He says that Amy, the buzzworthy documentary about late singer Amy Winehouse, might have been one of those films that brought in the numbers they needed. Osio had it slated to run next month, but, maybe because it had the buzz that promised a bigger audience, they lost it to a multi-plex.
Without numbers at his disposal, he doesn't want to speculate about the total impact of streaming movies, though it seems a safe speculation that the new digital frontier would siphon attendance at more expensive movie theater options.
In the end, technology, which Osio tried to keep abreast of, seems to have had a hand in doing it in.
"I'm freaking out," Senkel says. "I'm also just sad."
So are a lot of Monterey County residents, as evidenced by the comments left on the Weekly's Facebook page within hours of this story breaking.
"This is terrible," writes Aranyani Azevedo. "It's such a treasure in the land of 'blockbuster' movie houses."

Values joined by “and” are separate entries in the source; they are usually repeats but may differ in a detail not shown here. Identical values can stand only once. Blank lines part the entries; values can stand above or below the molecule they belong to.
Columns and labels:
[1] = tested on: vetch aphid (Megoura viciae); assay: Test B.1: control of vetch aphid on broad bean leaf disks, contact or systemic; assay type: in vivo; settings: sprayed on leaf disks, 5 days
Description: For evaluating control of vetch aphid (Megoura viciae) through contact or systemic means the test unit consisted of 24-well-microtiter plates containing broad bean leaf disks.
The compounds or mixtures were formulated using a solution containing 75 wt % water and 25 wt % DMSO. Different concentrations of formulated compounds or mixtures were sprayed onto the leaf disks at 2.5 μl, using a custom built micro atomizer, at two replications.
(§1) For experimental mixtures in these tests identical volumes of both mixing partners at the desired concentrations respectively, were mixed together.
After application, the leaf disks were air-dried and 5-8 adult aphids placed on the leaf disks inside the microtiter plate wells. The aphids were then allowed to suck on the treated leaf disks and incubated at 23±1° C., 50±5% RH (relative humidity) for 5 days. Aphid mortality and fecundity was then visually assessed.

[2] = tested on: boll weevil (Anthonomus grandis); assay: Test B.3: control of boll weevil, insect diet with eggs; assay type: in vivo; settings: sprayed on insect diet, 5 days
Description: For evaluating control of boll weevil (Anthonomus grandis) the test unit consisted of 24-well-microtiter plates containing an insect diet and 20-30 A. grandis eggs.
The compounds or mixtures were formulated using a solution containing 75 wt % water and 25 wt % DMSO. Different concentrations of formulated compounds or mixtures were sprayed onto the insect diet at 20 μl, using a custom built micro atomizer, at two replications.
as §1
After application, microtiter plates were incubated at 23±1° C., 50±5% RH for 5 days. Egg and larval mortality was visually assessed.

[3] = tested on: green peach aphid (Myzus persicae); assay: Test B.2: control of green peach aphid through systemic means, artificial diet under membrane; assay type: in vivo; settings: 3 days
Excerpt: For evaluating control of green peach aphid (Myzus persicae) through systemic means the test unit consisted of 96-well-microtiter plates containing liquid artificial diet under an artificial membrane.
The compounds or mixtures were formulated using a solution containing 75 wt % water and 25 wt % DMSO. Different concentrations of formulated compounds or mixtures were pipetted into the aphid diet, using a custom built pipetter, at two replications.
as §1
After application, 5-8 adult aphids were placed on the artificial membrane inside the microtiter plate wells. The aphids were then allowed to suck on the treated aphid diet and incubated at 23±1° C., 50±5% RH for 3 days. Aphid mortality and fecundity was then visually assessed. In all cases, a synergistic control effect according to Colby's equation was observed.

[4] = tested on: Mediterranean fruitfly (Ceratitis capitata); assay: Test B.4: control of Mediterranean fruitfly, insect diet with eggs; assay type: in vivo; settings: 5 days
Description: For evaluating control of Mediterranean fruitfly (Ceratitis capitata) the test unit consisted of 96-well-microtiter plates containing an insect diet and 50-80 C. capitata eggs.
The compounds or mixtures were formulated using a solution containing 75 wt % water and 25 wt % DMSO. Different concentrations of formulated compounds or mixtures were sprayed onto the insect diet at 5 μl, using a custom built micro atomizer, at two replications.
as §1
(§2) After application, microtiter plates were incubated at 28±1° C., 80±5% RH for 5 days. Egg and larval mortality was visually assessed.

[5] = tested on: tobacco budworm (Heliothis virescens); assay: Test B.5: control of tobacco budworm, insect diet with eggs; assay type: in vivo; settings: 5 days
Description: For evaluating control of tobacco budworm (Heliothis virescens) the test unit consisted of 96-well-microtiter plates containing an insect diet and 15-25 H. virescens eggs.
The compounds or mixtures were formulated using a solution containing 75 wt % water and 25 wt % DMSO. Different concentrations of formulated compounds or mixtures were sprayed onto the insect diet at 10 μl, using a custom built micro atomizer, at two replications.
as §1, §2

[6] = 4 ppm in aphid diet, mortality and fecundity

"Where is the DO NOT LIKE button?" asks Toni Minerva.
"Nooooooooooooooo," writes Dave Sinor. "Hope it remains a movie theater at the very least, bummer."
The news means no big screen home for new films coming out like The Stanford Prison Experiment, about the seminal sociological experiment that showed the malleability of fascism.
Or A Lego Brickumentary, an exploration of creativity and a real-life follow-up to the dazzling and award-winning The Lego Movie.
And who knows what other legions of films will not make it to a movie screen in Monterey County in the aftermath of a shuttered Osio Cinemas
The final films of Osio Theater today (July 20) are Cartel Land, Strangerland, The Overnight, Manglehorn and The 100-Year-Old Man Who Climbed Out the Window and Disappeared.
The final sentiment from Borde, despite feeling "terrible" about the decision, is of gratitude and hope.
"Thank you for your support over this past decade," he writes. "It's been an honor and a privilege to serve the art house community in Monterey. We hope someone will pick up the banner. We hope the digital alternatives never replace the theatrical experience."
Mary Duan contributed to this story.